Presentation on theme: "Chapter 1 Introduction Decision Support Systems For Business Intelligence."— Presentation transcript:
Chapter 1 Introduction Decision Support Systems For Business Intelligence
Sauter, V.L., Decision Support Systems for Business Intelligence, John Wiley, 2010 DSS in Action Equifax provides DSS and supporting databases to many of America’s Fortune 1000 companies which allow these businesses to make more effective and profitable business decisions. The system allows users access to more than 60 national databases, mapping software, and analysis tools so that users can define and analyze its opportunities in a geographic area. The tool enables retailers, banks and other businesses to display trade areas and then to analyze demographic attributes. In particular, this DSS integrates customer information with current demographic and locational data. For example, Consumer-Facts (tm), offers information about spending patterns of more than 400 products and services in more than 15 major categories, with regional spending patterns incorporated. Further, it provides five-year projections that reflect the impact of dynamic economic and demographic conditions, such as income, employment, population and household changes, on consumer spending that can be integrated with a corporation’s own customer information. This coupling of data and analysis of reports, maps, and graphs, allow decision makers to consider questions of customer segmentation and targeting; market and site evaluation; business-to-business marketing; product distribution strategies; and mergers, acquisitions and competitive analysis. For example, the DSS facilitates consideration of crucial, yet difficult questions such as: Who are my best customers and where are they located? Which segments respond positively to my marketing campaign? How will the addition of a new site impact my existing locations? How can I analyze and define my market potential? How can I estimate demand for my products and services accurately? What impact will an acquisition have on my locations? How is the competition impacting my business?
Sauter, V.L., Decision Support Systems for Business Intelligence, John Wiley, 2010 DSS in Action Biologists working at UM-St. Louis and the Missouri Botanical Gardens have used a specialized kind of DSS called a Geographic Information System to tests hypotheses in phytogeographic studies. The GIS allows for greater sophistication in studies of spatial components, such as the movement patterns of fruit-eating birds. For example, the Loiselle Lab at UM-St. Louis considered the Atlantic forests of Brazil and bird migration using a GIS. They modeled the historic distributions of birds in this region using a GIS and digitalized environmental layers from the National Atlas of Brazil. These historic distributions were compared to the present forest coverage to estimate the impact of the vast deforestation of this area. This allowed Loiselle and her colleagues to estimates the original habitat and the implications of its reduction. This, in turn, allowed them to consider a wide range of options that impacted biodiversity conservation decisions of these forests.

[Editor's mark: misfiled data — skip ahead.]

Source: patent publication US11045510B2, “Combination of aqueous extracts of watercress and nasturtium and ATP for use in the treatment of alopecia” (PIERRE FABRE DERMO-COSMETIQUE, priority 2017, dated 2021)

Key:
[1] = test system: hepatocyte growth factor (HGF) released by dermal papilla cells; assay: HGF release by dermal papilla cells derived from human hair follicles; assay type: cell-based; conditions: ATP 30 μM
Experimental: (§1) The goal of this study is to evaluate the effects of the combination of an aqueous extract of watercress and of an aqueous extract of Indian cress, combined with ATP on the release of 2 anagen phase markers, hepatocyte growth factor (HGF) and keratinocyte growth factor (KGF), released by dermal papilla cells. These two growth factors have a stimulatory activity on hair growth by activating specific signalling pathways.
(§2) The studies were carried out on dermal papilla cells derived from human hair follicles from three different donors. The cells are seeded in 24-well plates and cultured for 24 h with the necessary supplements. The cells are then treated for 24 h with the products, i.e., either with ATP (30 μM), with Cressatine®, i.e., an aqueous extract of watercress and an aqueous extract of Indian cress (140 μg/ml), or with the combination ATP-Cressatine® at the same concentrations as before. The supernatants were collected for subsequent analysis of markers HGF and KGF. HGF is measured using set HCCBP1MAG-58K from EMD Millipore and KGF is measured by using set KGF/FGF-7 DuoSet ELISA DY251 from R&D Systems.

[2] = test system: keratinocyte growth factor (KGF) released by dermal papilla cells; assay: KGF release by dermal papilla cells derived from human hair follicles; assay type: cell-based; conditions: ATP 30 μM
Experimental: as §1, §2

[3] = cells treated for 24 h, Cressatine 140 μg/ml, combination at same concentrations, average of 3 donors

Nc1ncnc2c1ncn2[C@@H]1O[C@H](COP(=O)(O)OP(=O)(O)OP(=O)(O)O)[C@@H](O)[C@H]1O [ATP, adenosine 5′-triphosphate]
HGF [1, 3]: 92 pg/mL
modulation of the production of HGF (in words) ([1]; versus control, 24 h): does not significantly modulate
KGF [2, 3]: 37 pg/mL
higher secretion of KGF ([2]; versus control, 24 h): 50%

Sauter, V.L., Decision Support Systems for Business Intelligence, John Wiley, 2010 Design Insights Nobel laureate economist Herbert Simon points out: "What information consumes is rather obvious: it consumes the attention of its recipients. Hence a wealth of information creates a poverty of attention, and a need to allocate that attention efficiently among the overabundance of information sources that might consume it." (Scientific American, Sep 95, p.201) Hence, as the amount of information increases, so does the need for filtering processes which help decision makers find that which is most important and meaningful.
Sauter, V.L., Decision Support Systems for Business Intelligence, John Wiley, 2010 DSS in Action Today’s analytics provide more than just the profit level or sales quantity of a store. With new data mining tools managers can now get insights into why sales hit specific levels as well as what is likely to happen next month, thus giving them factors that can be manipulated to improve performance of shoppers. This, in turn, stimulates decisions such as how to rearrange store layouts, stock shelves and price items. Once shopping behaviors and preferences are understood, store then can tailor offerings accordingly to differentiate themselves from competitors. Britain’s Tesco relies on Mined data for most decisions, including the development of house brands. Kroeger (U.S.) uses mined data to profile customer buying behavior so they can better target coupons to make the store more appealing. The ability to predict customer response to changes in business rules provides a powerful competitive advantage for the store.